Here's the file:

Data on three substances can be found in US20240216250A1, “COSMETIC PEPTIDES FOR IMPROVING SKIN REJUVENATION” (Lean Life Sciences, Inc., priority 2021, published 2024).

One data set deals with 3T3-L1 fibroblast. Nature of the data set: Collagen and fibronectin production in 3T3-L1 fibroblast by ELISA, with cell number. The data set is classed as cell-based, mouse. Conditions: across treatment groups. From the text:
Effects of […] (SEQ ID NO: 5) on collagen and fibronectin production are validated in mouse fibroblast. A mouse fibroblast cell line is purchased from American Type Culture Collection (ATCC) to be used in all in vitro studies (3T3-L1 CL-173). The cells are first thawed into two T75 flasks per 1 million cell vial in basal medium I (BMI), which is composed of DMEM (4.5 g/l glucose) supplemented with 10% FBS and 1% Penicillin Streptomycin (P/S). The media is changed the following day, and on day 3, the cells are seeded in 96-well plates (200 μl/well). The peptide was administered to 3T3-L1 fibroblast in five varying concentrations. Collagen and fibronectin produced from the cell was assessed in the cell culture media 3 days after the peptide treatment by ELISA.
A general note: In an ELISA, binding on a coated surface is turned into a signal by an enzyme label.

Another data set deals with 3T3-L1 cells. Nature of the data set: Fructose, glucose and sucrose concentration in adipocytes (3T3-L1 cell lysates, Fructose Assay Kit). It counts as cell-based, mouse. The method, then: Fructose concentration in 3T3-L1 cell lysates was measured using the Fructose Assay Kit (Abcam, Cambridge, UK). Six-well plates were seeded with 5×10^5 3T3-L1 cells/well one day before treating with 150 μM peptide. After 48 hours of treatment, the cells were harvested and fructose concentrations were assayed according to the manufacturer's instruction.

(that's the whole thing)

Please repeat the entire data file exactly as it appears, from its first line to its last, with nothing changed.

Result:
Data on three substances can be found in US20240216250A1, “COSMETIC PEPTIDES FOR IMPROVING SKIN REJUVENATION” (Lean Life Sciences, Inc., priority 2021, published 2024).

One data set deals with 3T3-L1 fibroblast. Nature of the data set: Collagen and fibronectin production in 3T3-L1 fibroblast by ELISA, with cell number. The data set is classed as cell-based, mouse. Conditions: across treatment groups. From the text:
Effects of […] (SEQ ID NO: 5) on collagen and fibronectin production are validated in mouse fibroblast. A mouse fibroblast cell line is purchased from American Type Culture Collection (ATCC) to be used in all in vitro studies (3T3-L1 CL-173). The cells are first thawed into two T75 flasks per 1 million cell vial in basal medium I (BMI), which is composed of DMEM (4.5 g/l glucose) supplemented with 10% FBS and 1% Penicillin Streptomycin (P/S). The media is changed the following day, and on day 3, the cells are seeded in 96-well plates (200 μl/well). The peptide was administered to 3T3-L1 fibroblast in five varying concentrations. Collagen and fibronectin produced from the cell was assessed in the cell culture media 3 days after the peptide treatment by ELISA.
A general note: In an ELISA, binding on a coated surface is turned into a signal by an enzyme label.

Another data set deals with 3T3-L1 cells. Nature of the data set: Fructose, glucose and sucrose concentration in adipocytes (3T3-L1 cell lysates, Fructose Assay Kit). It counts as cell-based, mouse. The method, then: Fructose concentration in 3T3-L1 cell lysates was measured using the Fructose Assay Kit (Abcam, Cambridge, UK). Six-well plates were seeded with 5×10^5 3T3-L1 cells/well one day before treating with 150 μM peptide. After 48 hours of treatment, the cells were harvested and fructose concentrations were assayed according to the manufacturer's instruction.